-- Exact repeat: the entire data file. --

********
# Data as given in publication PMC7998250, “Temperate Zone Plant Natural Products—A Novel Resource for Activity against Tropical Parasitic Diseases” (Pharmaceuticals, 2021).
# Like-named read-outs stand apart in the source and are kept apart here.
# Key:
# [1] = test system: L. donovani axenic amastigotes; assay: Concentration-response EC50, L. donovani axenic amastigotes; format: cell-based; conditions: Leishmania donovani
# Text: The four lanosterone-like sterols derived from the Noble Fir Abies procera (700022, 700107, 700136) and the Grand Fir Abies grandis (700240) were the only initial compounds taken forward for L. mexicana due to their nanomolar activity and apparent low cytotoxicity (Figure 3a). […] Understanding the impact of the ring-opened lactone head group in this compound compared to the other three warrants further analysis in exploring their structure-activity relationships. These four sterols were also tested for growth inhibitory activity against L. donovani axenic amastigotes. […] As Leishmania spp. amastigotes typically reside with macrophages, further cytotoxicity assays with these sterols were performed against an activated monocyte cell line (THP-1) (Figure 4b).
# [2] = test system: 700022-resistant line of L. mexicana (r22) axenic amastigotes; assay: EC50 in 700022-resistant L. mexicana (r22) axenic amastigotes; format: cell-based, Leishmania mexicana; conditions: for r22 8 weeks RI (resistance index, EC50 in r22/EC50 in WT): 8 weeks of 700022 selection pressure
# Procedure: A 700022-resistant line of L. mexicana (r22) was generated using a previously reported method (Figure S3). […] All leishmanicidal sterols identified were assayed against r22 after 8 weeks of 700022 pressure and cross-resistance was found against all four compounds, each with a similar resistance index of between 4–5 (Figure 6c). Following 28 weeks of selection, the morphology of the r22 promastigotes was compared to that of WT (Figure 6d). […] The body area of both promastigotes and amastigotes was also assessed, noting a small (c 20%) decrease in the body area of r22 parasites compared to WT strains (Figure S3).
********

# Data as given in publication PMC7998250, “Temperate Zone Plant Natural Products—A Novel Resource for Activity against Tropical Parasitic Diseases” (Pharmaceuticals, 2021).
# Like-named read-outs stand apart in the source and are kept apart here.
# Key:
# [1] = test system: L. donovani axenic amastigotes; assay: Concentration-response EC50, L. donovani axenic amastigotes; format: cell-based; conditions: Leishmania donovani
# Text: The four lanosterone-like sterols derived from the Noble Fir Abies procera (700022, 700107, 700136) and the Grand Fir Abies grandis (700240) were the only initial compounds taken forward for L. mexicana due to their nanomolar activity and apparent low cytotoxicity (Figure 3a). […] Understanding the impact of the ring-opened lactone head group in this compound compared to the other three warrants further analysis in exploring their structure-activity relationships. These four sterols were also tested for growth inhibitory activity against L. donovani axenic amastigotes. […] As Leishmania spp. amastigotes typically reside with macrophages, further cytotoxicity assays with these sterols were performed against an activated monocyte cell line (THP-1) (Figure 4b).
# [2] = test system: 700022-resistant line of L. mexicana (r22) axenic amastigotes; assay: EC50 in 700022-resistant L. mexicana (r22) axenic amastigotes; format: cell-based, Leishmania mexicana; conditions: for r22 8 weeks RI (resistance index, EC50 in r22/EC50 in WT): 8 weeks of 700022 selection pressure
# Procedure: A 700022-resistant line of L. mexicana (r22) was generated using a previously reported method (Figure S3). […] All leishmanicidal sterols identified were assayed against r22 after 8 weeks of 700022 pressure and cross-resistance was found against all four compounds, each with a similar resistance index of between 4–5 (Figure 6c). Following 28 weeks of selection, the morphology of the r22 promastigotes was compared to that of WT (Figure 6d). […] The body area of both promastigotes and amastigotes was also assessed, noting a small (c 20%) decrease in the body area of r22 parasites compared to WT strains (Figure S3).